On this day: Reliving Abhinav Bindra's Beijing Olympics gold medal

With a final score of 104.5 at the 2008 Olympic Games in Beijing, Abhinav Bindra wiped out the memories of Athens from four years earlier, when he had shot 97.6.

Abhinav Bindra in action in the men’s 10m air rifle shooting event at the 2008 Beijing Olympics. Bindra won India’s first ever individual Olympic gold medal when he claimed the title.   -  AFP

August 11, 2008: It was the golden day for Indian sports. It was the day Indian sports graduated from collective excellence to individual brilliance on the Olympic stage.

It was perhaps the only day in the last four Olympics that one felt a lump of emotion, and a trace of moisture in the eyes, listening to the national anthem, with the national flag going up.

It was a positive sign to find a bunch of Indian journalists catching the early morning bus to the shooting range. None of us wanted to miss the qualification phase.

There were hopes that there could be two Indians in the final, in 10-metre air rifle, as Abhinav Bindra and Gagan Narang were on course. Abhinav made it with 596 out of 600, one point below the score he had shot in Athens.

Gagan missed out by one point, on the count back as four others with 595 made the final.

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We all rushed to the ‘final’ hall, to take the best seats available. I sat with Rajeev Kolasseri and Sukhwant Basra. Some of the Indian shooters sat scattered to our right.

When the ‘sighter’ series started, it was a shock. Abhinav had shot 4.2. The immediate thought, “why was Athens threatening to repeat again.” Abhinav had only one 10 during the warm up.

Of course, a conspiracy theory floated later that somebody had tried to sabotage his chances by damaging his gun. If anything, Abhinav was intensely focused and tweaking his gun to its best performance, taking quick glances at his coach Gaby Buehlmann of Switzerland. The suspense was huge.

Abhinav had 10.7 on the first shot. Eventually, he had all 10s in the 10-shot final. He was in joint lead with Henri Hakkinen of Finland after nine shots, and was first to release the last shot, a 10.8. The Finn fumbled with a 9.7 that got him the bronze. Defending champion Zhu Qinan shot 10.5 for the silver, and the Chinese was inconsolably in tears, right through the press conference in front of the world media.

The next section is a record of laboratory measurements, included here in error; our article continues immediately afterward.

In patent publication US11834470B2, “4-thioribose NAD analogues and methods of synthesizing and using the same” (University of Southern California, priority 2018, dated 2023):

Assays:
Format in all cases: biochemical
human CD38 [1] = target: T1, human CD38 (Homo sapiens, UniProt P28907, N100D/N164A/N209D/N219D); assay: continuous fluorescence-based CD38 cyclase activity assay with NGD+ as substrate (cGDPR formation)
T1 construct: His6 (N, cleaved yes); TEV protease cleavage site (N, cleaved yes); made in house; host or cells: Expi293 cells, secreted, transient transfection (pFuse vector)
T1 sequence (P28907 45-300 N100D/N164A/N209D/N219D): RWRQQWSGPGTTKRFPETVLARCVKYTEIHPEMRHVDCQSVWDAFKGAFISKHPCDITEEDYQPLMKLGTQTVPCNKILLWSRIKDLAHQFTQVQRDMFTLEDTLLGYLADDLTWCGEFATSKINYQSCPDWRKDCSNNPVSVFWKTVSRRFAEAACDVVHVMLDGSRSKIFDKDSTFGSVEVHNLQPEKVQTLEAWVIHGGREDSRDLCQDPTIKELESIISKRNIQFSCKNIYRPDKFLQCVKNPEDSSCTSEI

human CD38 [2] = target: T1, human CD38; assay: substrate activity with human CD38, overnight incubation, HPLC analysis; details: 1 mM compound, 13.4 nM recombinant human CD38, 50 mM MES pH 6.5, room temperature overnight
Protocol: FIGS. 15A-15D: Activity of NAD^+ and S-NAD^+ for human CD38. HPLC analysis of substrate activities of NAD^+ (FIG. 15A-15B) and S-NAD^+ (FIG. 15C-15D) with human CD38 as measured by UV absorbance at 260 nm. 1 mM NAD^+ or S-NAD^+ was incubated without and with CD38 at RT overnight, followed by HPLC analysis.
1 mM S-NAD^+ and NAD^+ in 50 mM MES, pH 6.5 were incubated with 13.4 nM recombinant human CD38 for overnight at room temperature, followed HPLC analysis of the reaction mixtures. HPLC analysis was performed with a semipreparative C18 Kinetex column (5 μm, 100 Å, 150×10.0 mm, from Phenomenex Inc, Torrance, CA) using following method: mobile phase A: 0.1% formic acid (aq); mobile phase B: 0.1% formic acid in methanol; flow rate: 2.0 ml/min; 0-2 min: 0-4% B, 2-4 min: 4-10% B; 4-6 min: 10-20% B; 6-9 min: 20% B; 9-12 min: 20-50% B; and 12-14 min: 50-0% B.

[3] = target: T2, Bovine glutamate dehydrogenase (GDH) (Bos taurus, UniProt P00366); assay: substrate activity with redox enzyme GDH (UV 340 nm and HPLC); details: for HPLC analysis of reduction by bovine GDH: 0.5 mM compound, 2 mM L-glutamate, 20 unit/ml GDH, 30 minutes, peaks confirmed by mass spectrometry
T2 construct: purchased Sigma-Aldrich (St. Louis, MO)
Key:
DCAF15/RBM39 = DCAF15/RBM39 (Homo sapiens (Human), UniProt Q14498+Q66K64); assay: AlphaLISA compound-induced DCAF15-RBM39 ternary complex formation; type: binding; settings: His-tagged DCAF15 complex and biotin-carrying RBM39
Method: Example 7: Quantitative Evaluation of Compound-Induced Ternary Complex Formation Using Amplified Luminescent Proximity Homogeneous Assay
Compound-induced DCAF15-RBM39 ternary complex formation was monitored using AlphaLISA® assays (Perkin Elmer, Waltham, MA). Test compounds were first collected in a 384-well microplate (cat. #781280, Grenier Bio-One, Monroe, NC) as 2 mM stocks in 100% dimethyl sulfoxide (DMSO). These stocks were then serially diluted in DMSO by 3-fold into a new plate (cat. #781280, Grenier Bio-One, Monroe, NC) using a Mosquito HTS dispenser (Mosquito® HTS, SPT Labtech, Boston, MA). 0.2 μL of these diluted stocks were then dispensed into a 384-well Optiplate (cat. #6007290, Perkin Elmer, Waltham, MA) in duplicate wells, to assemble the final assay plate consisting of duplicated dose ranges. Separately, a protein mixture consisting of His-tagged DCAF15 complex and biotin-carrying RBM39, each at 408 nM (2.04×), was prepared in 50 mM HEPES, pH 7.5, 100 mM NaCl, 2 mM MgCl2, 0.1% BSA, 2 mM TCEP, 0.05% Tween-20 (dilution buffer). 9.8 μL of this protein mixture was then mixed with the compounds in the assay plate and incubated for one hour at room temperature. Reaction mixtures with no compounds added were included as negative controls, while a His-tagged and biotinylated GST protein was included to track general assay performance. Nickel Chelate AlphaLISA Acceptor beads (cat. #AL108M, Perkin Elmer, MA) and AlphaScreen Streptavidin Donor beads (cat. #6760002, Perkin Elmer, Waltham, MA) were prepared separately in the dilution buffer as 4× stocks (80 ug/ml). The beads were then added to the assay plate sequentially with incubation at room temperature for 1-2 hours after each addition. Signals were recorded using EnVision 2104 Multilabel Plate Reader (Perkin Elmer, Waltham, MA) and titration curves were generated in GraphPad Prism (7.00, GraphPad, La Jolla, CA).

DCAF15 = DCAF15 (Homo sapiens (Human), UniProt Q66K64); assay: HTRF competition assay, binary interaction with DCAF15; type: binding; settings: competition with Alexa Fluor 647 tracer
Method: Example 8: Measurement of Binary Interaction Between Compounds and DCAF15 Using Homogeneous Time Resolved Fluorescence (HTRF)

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“I sincerely hope that it changes the face of Olympic sport in the country,” said Abhinav, quite in control of his emotions.

History was made, with the first individual Olympic gold for India.

“I was trying to concentrate on shooting well. Wasn’t thinking about making history. Being two points behind, I had to shoot good. My coach asked me to be aggressive and that is what I did,” said Abhinav.

“I was trying to concentrate on shooting well. Wasn’t thinking about making history. Being two points behind, I had to shoot good. My coach asked me to be aggressive and that is what I did,” said Abhinav Bindra.   -  AP

 

The world champion had wiped out the memories of Athens, with a final score of 104.5, that was in stark contrast to the 97.6, four years earlier.

“I had shot better in Athens. Today, it went my way. That is sport,” Abhinav stressed.

It was the only time in my memory that I was writing the Sportstar report, before writing the daily report for The Hindu, by staying back at the shooting range.

The autograph of Lanny Bassham, an Olympic champion, on his book, With Winning In Mind, sprang up in memory. Bassham had written, “To Abhinav, the Future Olympic champion,” while signing. Abhinav had reached out to him nearly 10 years earlier for mental training, and sent me the autographed book by courier, when I wanted to read it!

Of course, there was celebration as Manisha Malhotra, heading the Mittal Champions Trust, organised a lunch with Abhinav for two of us, next day. When I left the range with Abhinav for lunch in a taxi, Amit Bhattacharjee gave me Abhinav’s ‘Good luck card’, which had a bunch of names, including mine. It was good to be reminded about one’s small role played over the years, in the champion’s journey.

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Later, when we went for an exclusive photo shoot for Shanth Kumar of Deccan Herald, it was a sight to watch the Chinese kids on the streets, taking photos with Abhinav. It had started with the hotel staff greeting Abhinav and taking photos with him, even though he had shattered the Chinese dreams. The China Daily’s Olympic special had him big on the front page.

What was indelibly fresh was Abhinav’s words, 20 days earlier, when he talked about his Olympic preparation from Germany.

“Am starting to back myself and my beliefs, and doubt my doubts,” he had said.

In that short article we had started with the line, ‘Two years ago he battled a career-threatening back problem to become the world champion in air rifle. Now, he is ready to beat the strong Chinese and the rest of the world to become the Olympic champion’.

Sometimes, it is interesting to go back in time, and read history, despite being a witness!